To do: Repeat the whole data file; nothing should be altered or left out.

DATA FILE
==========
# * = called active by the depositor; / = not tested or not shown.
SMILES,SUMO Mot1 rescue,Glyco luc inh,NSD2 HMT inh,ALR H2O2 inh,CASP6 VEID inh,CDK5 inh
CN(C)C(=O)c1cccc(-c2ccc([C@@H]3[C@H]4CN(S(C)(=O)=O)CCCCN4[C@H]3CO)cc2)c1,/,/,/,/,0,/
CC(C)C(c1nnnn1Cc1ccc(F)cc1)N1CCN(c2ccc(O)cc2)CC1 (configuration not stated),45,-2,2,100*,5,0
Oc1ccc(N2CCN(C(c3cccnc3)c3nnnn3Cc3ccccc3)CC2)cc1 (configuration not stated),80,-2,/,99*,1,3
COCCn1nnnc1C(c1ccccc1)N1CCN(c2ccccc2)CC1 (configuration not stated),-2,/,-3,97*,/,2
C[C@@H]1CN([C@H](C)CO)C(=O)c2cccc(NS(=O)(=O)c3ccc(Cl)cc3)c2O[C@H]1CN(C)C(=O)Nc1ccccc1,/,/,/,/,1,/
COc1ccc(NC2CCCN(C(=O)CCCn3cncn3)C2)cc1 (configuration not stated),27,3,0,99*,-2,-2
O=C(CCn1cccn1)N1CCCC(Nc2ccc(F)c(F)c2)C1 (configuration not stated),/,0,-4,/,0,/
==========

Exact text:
# * = called active by the depositor; / = not tested or not shown.
SMILES,SUMO Mot1 rescue,Glyco luc inh,NSD2 HMT inh,ALR H2O2 inh,CASP6 VEID inh,CDK5 inh
CN(C)C(=O)c1cccc(-c2ccc([C@@H]3[C@H]4CN(S(C)(=O)=O)CCCCN4[C@H]3CO)cc2)c1,/,/,/,/,0,/
CC(C)C(c1nnnn1Cc1ccc(F)cc1)N1CCN(c2ccc(O)cc2)CC1 (configuration not stated),45,-2,2,100*,5,0
Oc1ccc(N2CCN(C(c3cccnc3)c3nnnn3Cc3ccccc3)CC2)cc1 (configuration not stated),80,-2,/,99*,1,3
COCCn1nnnc1C(c1ccccc1)N1CCN(c2ccccc2)CC1 (configuration not stated),-2,/,-3,97*,/,2
C[C@@H]1CN([C@H](C)CO)C(=O)c2cccc(NS(=O)(=O)c3ccc(Cl)cc3)c2O[C@H]1CN(C)C(=O)Nc1ccccc1,/,/,/,/,1,/
COc1ccc(NC2CCCN(C(=O)CCCn3cncn3)C2)cc1 (configuration not stated),27,3,0,99*,-2,-2
O=C(CCn1cccn1)N1CCCC(Nc2ccc(F)c(F)c2)C1 (configuration not stated),/,0,-4,/,0,/